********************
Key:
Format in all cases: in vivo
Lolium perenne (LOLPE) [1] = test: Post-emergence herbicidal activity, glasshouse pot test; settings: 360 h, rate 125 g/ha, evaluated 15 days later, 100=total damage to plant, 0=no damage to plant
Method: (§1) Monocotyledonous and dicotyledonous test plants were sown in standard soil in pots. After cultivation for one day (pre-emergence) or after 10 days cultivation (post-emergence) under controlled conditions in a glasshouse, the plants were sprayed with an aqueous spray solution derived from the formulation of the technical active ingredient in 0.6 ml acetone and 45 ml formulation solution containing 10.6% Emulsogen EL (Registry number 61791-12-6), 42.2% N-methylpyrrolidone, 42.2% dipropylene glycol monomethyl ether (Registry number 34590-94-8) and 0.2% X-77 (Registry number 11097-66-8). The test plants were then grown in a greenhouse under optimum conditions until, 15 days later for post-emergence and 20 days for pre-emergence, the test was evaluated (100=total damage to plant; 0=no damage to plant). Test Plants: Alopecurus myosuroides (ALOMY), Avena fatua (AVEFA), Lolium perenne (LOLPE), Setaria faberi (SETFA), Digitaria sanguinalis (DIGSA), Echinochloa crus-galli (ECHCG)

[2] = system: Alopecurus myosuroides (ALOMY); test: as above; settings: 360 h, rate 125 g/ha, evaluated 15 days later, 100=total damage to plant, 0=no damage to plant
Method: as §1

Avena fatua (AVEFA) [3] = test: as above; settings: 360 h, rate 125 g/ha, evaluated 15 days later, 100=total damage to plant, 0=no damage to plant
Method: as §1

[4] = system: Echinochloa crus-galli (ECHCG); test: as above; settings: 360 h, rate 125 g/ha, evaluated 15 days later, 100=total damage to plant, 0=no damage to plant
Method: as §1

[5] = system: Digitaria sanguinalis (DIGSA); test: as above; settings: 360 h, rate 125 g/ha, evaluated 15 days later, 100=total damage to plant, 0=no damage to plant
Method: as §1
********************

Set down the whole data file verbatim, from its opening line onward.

Key:
Format in all cases: in vivo
Lolium perenne (LOLPE) [1] = test: Post-emergence herbicidal activity, glasshouse pot test; settings: 360 h, rate 125 g/ha, evaluated 15 days later, 100=total damage to plant, 0=no damage to plant
Method: (§1) Monocotyledonous and dicotyledonous test plants were sown in standard soil in pots. After cultivation for one day (pre-emergence) or after 10 days cultivation (post-emergence) under controlled conditions in a glasshouse, the plants were sprayed with an aqueous spray solution derived from the formulation of the technical active ingredient in 0.6 ml acetone and 45 ml formulation solution containing 10.6% Emulsogen EL (Registry number 61791-12-6), 42.2% N-methylpyrrolidone, 42.2% dipropylene glycol monomethyl ether (Registry number 34590-94-8) and 0.2% X-77 (Registry number 11097-66-8). The test plants were then grown in a greenhouse under optimum conditions until, 15 days later for post-emergence and 20 days for pre-emergence, the test was evaluated (100=total damage to plant; 0=no damage to plant). Test Plants: Alopecurus myosuroides (ALOMY), Avena fatua (AVEFA), Lolium perenne (LOLPE), Setaria faberi (SETFA), Digitaria sanguinalis (DIGSA), Echinochloa crus-galli (ECHCG)

[2] = system: Alopecurus myosuroides (ALOMY); test: as above; settings: 360 h, rate 125 g/ha, evaluated 15 days later, 100=total damage to plant, 0=no damage to plant
Method: as §1

Avena fatua (AVEFA) [3] = test: as above; settings: 360 h, rate 125 g/ha, evaluated 15 days later, 100=total damage to plant, 0=no damage to plant
Method: as §1

[4] = system: Echinochloa crus-galli (ECHCG); test: as above; settings: 360 h, rate 125 g/ha, evaluated 15 days later, 100=total damage to plant, 0=no damage to plant
Method: as §1

[5] = system: Digitaria sanguinalis (DIGSA); test: as above; settings: 360 h, rate 125 g/ha, evaluated 15 days later, 100=total damage to plant, 0=no damage to plant
Method: as §1